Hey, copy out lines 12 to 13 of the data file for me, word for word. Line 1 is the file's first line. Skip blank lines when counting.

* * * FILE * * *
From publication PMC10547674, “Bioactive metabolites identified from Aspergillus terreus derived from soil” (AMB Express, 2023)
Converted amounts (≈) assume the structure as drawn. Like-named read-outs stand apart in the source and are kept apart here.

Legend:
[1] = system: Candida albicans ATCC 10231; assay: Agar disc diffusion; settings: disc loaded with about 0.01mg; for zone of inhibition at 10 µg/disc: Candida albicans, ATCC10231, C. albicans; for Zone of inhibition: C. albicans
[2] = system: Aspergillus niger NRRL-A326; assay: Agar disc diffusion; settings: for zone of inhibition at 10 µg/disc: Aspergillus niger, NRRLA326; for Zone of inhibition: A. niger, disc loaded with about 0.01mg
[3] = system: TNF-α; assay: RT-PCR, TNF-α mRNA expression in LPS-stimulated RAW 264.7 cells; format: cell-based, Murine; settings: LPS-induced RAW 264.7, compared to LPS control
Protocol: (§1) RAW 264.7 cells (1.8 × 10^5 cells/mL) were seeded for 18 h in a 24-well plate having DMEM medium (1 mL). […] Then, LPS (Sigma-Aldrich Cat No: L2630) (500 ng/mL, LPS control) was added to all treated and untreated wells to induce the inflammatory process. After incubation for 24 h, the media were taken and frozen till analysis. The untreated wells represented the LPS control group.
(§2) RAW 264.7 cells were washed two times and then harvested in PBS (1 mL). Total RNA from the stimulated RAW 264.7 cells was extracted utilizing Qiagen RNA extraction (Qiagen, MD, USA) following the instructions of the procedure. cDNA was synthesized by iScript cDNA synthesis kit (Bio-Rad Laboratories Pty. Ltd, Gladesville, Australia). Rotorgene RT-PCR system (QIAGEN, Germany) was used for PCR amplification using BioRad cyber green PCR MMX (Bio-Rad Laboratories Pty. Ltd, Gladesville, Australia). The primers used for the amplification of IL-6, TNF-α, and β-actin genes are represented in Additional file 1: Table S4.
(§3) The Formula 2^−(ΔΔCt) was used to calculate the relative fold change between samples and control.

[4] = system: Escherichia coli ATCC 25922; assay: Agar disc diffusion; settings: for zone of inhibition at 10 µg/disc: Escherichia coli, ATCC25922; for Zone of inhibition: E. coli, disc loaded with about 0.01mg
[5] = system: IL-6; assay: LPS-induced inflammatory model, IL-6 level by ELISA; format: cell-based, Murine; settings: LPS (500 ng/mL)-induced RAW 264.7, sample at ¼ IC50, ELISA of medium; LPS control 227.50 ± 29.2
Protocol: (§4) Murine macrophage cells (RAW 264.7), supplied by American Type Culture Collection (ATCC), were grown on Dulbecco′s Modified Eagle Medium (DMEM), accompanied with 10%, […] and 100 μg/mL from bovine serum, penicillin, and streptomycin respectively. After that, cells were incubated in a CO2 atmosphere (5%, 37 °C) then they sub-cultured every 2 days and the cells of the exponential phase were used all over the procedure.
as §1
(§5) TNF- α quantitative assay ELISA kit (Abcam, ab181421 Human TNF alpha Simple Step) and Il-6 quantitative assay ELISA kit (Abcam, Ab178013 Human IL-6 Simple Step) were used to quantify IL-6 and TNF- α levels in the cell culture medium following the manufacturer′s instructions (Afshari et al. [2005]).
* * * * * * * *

Protocol: (§4) Murine macrophage cells (RAW 264.7), supplied by American Type Culture Collection (ATCC), were grown on Dulbecco′s Modified Eagle Medium (DMEM), accompanied with 10%, […] and 100 μg/mL from bovine serum, penicillin, and streptomycin respectively. After that, cells were incubated in a CO2 atmosphere (5%, 37 °C) then they sub-cultured every 2 days and the cells of the exponential phase were used all over the procedure.
as §1